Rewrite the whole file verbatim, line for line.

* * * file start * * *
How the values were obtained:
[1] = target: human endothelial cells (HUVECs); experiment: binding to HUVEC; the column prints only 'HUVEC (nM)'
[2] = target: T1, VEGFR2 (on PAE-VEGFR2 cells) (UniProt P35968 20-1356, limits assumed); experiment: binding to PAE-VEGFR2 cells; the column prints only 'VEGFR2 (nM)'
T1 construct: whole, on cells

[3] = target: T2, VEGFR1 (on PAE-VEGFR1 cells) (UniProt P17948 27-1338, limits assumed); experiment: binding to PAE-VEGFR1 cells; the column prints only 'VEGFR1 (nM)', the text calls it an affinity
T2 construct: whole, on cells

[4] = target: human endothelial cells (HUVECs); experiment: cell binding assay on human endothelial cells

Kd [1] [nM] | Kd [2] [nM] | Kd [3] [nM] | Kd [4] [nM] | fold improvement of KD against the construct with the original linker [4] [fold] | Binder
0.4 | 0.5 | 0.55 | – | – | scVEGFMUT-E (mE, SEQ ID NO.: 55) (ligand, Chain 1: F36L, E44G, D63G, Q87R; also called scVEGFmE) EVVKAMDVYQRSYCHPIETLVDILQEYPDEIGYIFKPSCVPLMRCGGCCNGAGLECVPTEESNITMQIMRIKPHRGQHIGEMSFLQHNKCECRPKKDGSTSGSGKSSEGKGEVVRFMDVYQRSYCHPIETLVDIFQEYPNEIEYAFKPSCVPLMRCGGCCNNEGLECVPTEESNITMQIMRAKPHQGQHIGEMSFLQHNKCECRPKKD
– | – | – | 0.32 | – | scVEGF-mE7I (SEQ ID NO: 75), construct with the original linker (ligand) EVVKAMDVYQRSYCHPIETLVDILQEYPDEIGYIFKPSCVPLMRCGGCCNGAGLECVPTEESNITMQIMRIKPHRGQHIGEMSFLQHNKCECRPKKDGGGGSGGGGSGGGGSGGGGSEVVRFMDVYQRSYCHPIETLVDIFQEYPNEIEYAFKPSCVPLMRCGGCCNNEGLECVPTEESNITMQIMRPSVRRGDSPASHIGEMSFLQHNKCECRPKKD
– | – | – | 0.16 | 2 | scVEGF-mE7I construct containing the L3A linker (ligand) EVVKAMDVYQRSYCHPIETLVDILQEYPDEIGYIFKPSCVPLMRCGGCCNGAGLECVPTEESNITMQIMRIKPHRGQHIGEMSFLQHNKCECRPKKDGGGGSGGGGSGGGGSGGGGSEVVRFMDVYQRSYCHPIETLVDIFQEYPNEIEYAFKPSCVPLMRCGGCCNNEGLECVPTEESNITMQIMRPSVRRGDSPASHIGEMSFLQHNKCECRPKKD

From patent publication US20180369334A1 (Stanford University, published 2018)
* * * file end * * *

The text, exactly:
How the values were obtained:
[1] = target: human endothelial cells (HUVECs); experiment: binding to HUVEC; the column prints only 'HUVEC (nM)'
[2] = target: T1, VEGFR2 (on PAE-VEGFR2 cells) (UniProt P35968 20-1356, limits assumed); experiment: binding to PAE-VEGFR2 cells; the column prints only 'VEGFR2 (nM)'
T1 construct: whole, on cells

[3] = target: T2, VEGFR1 (on PAE-VEGFR1 cells) (UniProt P17948 27-1338, limits assumed); experiment: binding to PAE-VEGFR1 cells; the column prints only 'VEGFR1 (nM)', the text calls it an affinity
T2 construct: whole, on cells

[4] = target: human endothelial cells (HUVECs); experiment: cell binding assay on human endothelial cells

Kd [1] [nM] | Kd [2] [nM] | Kd [3] [nM] | Kd [4] [nM] | fold improvement of KD against the construct with the original linker [4] [fold] | Binder
0.4 | 0.5 | 0.55 | – | – | scVEGFMUT-E (mE, SEQ ID NO.: 55) (ligand, Chain 1: F36L, E44G, D63G, Q87R; also called scVEGFmE) EVVKAMDVYQRSYCHPIETLVDILQEYPDEIGYIFKPSCVPLMRCGGCCNGAGLECVPTEESNITMQIMRIKPHRGQHIGEMSFLQHNKCECRPKKDGSTSGSGKSSEGKGEVVRFMDVYQRSYCHPIETLVDIFQEYPNEIEYAFKPSCVPLMRCGGCCNNEGLECVPTEESNITMQIMRAKPHQGQHIGEMSFLQHNKCECRPKKD
– | – | – | 0.32 | – | scVEGF-mE7I (SEQ ID NO: 75), construct with the original linker (ligand) EVVKAMDVYQRSYCHPIETLVDILQEYPDEIGYIFKPSCVPLMRCGGCCNGAGLECVPTEESNITMQIMRIKPHRGQHIGEMSFLQHNKCECRPKKDGGGGSGGGGSGGGGSGGGGSEVVRFMDVYQRSYCHPIETLVDIFQEYPNEIEYAFKPSCVPLMRCGGCCNNEGLECVPTEESNITMQIMRPSVRRGDSPASHIGEMSFLQHNKCECRPKKD
– | – | – | 0.16 | 2 | scVEGF-mE7I construct containing the L3A linker (ligand) EVVKAMDVYQRSYCHPIETLVDILQEYPDEIGYIFKPSCVPLMRCGGCCNGAGLECVPTEESNITMQIMRIKPHRGQHIGEMSFLQHNKCECRPKKDGGGGSGGGGSGGGGSGGGGSEVVRFMDVYQRSYCHPIETLVDIFQEYPNEIEYAFKPSCVPLMRCGGCCNNEGLECVPTEESNITMQIMRPSVRRGDSPASHIGEMSFLQHNKCECRPKKD

From patent publication US20180369334A1 (Stanford University, published 2018)